These are notes built up from my experience of using Linux PCs on a network, and from trying things out with my Raspberry Pi. Although you can do everything on the Raspi you may find it easier to do so from a networked Windows or Linux PC (or a Mac). If your PC isn't networked and it has an Ethernet connector (most do), buy an Ethernet 4 way switch for about $30 and two ethernet cables.
If you have a HDMI compatible monitor or TV that you can use with it then no problems. However the older more plentiful monitors with DVI interfaces will also work. You just have to buy a HDMI to DVI cable. Amazon sell them, and I bought and use this one which cost me £2.19.
In my article on programming the PI in C, I suggested you install Samba so you can access your Raspi from a networked Windows PC through a mapped drive.
Once SSH is up and running you can run Putty to log in. You'll find the link in the C Code library and you can run putty from Linux or Windows networked pcs.
If you are networking from a Windows PC, you may prefer to install and run WinSCP which is linked to in the C++ Code library. This gives you a graphical view of the Raspi's folders. Note the view is limited to that available to the user you log in as.
SD = Secure Digital and it's not just one family but several families so SDHC is Secure Digital High Capacity and goes up to 32GB capacity. Beyond that you need SDXC which goes up to 2TB. I'm not sure there are many of those about! For most people 4GB, 8GB or 16GB is enough but there are a couple of gotchas:
Gotcha 1. Card Speed.
These come in various classes with class 2 the slowest and Class 10 the fastest unless you want to pay more for the UHS SD cards which are much faster but a lot more expensive. At the time of writing Class 10 16GB SDHC cards are around $16. I've not seen any performance figures but the faster write speed should speed up upgrades, installs, compiles etc.
Gotcha 2. Card Capacity.
Your Raspi only gives you a slice of disk not the whole thing becaus ethe disk image is based on a 2GB partition. If you have a 4GB card, then 2GB of it is currently inaccessible and you only have about 300 MB to play with. The other 1.7GB is there but currently inaccessible. It seems a lot but installing SDL will drop your free space by over 60MB.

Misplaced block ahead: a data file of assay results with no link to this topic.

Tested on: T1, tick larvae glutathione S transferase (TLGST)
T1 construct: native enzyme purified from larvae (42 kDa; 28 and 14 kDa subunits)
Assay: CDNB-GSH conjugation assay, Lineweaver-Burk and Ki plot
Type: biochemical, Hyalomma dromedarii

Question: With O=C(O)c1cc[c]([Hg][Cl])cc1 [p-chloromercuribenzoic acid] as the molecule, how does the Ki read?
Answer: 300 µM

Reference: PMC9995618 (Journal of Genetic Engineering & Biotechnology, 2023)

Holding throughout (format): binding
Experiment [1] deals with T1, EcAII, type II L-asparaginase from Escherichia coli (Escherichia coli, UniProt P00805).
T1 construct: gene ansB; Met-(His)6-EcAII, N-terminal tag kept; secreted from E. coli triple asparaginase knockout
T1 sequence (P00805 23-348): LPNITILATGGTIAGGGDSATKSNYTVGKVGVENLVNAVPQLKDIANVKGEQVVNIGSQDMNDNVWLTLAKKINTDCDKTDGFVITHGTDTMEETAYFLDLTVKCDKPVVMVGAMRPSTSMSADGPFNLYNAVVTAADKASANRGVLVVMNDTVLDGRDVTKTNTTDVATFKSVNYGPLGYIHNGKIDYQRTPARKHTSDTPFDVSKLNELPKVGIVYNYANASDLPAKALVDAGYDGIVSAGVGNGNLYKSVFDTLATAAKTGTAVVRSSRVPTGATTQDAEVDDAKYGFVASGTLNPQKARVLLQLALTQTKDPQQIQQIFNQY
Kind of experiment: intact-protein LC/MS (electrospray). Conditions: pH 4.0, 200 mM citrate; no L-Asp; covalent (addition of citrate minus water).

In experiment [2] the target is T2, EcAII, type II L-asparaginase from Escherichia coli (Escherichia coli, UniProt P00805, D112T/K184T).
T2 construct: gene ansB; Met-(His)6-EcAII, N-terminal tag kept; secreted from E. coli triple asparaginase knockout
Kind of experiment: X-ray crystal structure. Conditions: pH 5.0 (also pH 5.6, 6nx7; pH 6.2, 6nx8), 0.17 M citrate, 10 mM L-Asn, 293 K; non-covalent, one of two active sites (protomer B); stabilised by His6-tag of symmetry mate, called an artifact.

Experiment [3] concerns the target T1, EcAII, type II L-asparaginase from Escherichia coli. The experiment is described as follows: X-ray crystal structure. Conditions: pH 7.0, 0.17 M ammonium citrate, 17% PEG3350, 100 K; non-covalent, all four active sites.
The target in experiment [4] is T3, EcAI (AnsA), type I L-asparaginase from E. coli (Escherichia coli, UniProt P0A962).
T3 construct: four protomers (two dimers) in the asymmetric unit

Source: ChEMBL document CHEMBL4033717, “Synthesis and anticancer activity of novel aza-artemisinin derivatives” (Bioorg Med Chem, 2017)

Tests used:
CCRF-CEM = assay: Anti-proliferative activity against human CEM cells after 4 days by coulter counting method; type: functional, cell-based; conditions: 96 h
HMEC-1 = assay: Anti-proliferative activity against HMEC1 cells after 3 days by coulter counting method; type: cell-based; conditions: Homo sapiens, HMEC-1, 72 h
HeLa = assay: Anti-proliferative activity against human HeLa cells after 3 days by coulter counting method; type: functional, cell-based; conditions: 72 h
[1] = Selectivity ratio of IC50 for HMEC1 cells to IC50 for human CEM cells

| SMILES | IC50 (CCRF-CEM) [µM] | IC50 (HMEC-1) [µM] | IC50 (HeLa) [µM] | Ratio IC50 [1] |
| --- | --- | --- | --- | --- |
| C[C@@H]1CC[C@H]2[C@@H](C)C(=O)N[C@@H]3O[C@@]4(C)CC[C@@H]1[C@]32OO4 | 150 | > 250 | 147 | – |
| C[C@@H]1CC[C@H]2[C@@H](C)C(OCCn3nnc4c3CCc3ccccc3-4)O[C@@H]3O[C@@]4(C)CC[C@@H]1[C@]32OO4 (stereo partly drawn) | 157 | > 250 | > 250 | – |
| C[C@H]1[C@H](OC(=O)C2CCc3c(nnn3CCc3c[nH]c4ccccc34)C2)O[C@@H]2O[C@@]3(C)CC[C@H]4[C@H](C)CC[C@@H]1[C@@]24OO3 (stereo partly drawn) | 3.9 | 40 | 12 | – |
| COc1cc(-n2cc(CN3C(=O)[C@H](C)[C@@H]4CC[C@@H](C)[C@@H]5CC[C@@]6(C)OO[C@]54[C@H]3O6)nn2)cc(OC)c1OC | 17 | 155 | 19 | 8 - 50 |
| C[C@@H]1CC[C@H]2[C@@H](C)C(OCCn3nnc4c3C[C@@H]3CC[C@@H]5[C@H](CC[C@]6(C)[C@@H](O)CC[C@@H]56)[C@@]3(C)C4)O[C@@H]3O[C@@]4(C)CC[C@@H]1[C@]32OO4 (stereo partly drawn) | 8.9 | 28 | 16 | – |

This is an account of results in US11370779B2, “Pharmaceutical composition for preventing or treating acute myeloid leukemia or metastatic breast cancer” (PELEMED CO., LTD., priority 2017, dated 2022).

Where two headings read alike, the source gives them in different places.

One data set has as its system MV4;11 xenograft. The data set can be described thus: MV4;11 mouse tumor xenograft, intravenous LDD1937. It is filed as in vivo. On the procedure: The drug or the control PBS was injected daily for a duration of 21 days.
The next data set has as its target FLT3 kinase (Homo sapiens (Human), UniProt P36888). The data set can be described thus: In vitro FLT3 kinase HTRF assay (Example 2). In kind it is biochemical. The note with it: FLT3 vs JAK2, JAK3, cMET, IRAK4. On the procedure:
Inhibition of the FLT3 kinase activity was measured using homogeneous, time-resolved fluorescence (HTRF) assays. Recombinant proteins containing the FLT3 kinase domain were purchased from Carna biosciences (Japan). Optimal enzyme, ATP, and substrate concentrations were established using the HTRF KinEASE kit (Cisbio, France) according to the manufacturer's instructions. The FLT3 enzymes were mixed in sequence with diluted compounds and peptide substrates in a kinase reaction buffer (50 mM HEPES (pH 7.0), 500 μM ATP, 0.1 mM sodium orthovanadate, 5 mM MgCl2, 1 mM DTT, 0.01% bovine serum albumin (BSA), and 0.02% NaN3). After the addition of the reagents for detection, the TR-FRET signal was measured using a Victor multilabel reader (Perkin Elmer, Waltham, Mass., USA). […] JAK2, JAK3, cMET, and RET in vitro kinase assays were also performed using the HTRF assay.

It's possible to reclaim that extra space on the card. But this is potentially dangerous so make sure you've got everything backed up first.
There are a couple of ways to get this unused space back. Use the gparted utility on another Linux box, or follow Peter Mount's using the full space on your SD Card. He uses SSH so you'll need to use Putty for this.
Root and Passwords
There is no root password on Debian Squeeze. All the major terminal commands use sudo before them which runs them as root so for example:
This runs apt_get as root. You can switch into root in two ways:
- Just for this command. Use sudo as we've seen
- Switch to root user. This uses the su command, short for switch user (or substitute user or even super user)
If you run su without the username, it logs in as root user but you have to run it via sudo su as su by itself will fail.
Once logged in as root you can do dangerous commands like recursively deleting all files and folders from the root. (Do not try this at home or work or anywhere!).
After doing sudo su run startx to get into LXDE. You'll now see a different backdrop to the LXDE GUI and any command that asked for the root password before won't now. Again unless you are really keen to play with these commands, it's generally NOT a good idea unless you know what you are doing.
From the terminal, when you want to switch back to non root login, just do
If I come across any more tips, I'll add them to this article. If you know any, please let me know and I'll add them here.